National Walk Your Dog WeekOctober 1, 2016
This is a guest blog by April. In addition to being one of the managers at the Main Campground’s Front Desk, April coordinates Pet Camp’s Camper Cadet Program where your dog can learn all the necessary manners to succeed as an urban dog.
The first week of October is National Walk your Dog week! A wonderful campaign that was founded in 2010 by Colleen Paige, a Pet Lifestyle Expert and Animal Advocate who desperately wanted to bring awareness to the canine behavior and obesity problem in America. Here at Pet Camp, we completely agree that spending valuable time exercising you and your pooch is fantastic and worth being celebrated! It will not only benefit your pet’s health, but your own as well.
Our blog has great information and if you want to see these tips in action take a look at our video!
We understand that getting up and motivated to take a walk can be difficult if your dog’s leash manners are something to be desired. We’re all too aware of that anxiety that builds up when you reach for the leash and you’re instantly flooded with reminders of why you don’t take walks with your dog more often. The pulling, the reacting to other dogs and squirrels, the sore shoulder you’re left with when you finally manage to stumble back home after an experience that was definitely no walk in the park. So we here at Pet Camp would love to offer you a few tips as well as a compassionate “we’ve been there”.
It’s hard to remind ourselves that the dog that is “ruff” on a walk is actually the dog that needs more walks. A tired dog is a happy dog! And a tired dog doesn’t chew on the rug. But an exhausted owner that was yanked down the block is a frustrated pet parent. We all want that pet that trots beside us and ignores the skate boarder or plastic bag blowing into the street. In the Camper Cadets program here at Pet Camp, we call this Loose Leash Training, and it’s all about consistency.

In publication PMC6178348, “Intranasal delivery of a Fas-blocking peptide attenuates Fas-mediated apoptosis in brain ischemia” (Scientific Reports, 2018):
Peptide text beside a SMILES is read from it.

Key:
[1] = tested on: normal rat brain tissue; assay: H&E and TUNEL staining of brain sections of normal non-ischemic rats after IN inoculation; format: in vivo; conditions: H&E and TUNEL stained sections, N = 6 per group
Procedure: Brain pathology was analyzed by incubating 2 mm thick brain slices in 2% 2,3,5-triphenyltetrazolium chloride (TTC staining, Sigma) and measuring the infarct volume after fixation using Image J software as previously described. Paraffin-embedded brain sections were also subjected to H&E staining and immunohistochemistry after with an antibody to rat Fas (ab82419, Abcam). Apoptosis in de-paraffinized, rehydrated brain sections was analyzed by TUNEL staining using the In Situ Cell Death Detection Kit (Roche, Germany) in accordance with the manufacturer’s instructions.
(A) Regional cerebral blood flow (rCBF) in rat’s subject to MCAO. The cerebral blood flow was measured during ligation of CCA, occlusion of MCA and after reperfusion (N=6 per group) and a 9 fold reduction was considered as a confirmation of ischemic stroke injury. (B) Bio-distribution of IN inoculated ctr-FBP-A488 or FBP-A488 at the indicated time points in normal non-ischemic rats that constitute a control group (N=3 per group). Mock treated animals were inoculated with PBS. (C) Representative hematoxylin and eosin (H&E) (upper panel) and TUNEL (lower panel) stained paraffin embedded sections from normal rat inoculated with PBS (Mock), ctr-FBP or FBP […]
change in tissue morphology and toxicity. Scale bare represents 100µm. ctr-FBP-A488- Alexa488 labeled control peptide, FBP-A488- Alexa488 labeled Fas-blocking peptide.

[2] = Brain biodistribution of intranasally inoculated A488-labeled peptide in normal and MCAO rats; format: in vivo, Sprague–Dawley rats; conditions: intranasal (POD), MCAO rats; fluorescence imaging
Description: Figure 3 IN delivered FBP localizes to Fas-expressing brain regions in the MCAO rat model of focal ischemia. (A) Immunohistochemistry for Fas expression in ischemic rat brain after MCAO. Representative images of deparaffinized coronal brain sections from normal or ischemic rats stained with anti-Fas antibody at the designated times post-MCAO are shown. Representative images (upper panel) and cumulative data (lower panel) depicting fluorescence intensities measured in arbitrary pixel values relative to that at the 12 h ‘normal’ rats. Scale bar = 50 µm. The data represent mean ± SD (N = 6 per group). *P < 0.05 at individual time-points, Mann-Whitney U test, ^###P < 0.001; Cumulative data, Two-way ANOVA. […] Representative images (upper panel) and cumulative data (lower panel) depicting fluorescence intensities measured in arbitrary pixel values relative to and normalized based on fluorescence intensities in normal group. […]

Dogs love a schedule so they know what to expect. Make the walk a pattern while you’re starting out; everything from the place you hang the leash, to the route you take and the treats you use. We recommend your dog’s favorite treats be used for this training and only given to your dog during the walk so that they look forward to it. Start training at the front door. Get your dog’s attention on you and the treat. Take short strides, treating your pet frequently at first for staying beside you and looking up at you. Increase the length of your stride and how often you treat little by little. Stop and get your dog’s attention back on you every time they try to pull ahead. Part of the reward with loose leash training is moving forward. Treat and praise when your dog ignores distractions and focuses on you. When you’ve got the patterned route down, venture out to new areas.
We’ll be honest, starting out is going to be the hardest part. Every time you start to feel yourself get frustrated, take a break. Lots of short training sessions are actually more effective than a few long ones. But don’t take too long of a break! Even a few days between training sessions will ruin progress.
It may take a while, but in the end we promise it’s worth it. A dog that behaves on the leash will make you want to get up and go outside more. You’ll find an exercised pooch behaves better in other training areas and lets you relax at home. You will also find you feel less guilty about having that extra slice of pizza if you and Fido had your morning stroll. And if you’re having trouble or have hit a snag in training, pop down to Pet Camp’s Main Campground and ask about our Camper Cadet program! Our trainers would love to help set you up with a starting point and offer more tips and sessions. Your dog will thank you for all the extra walks!
Thanks for reading.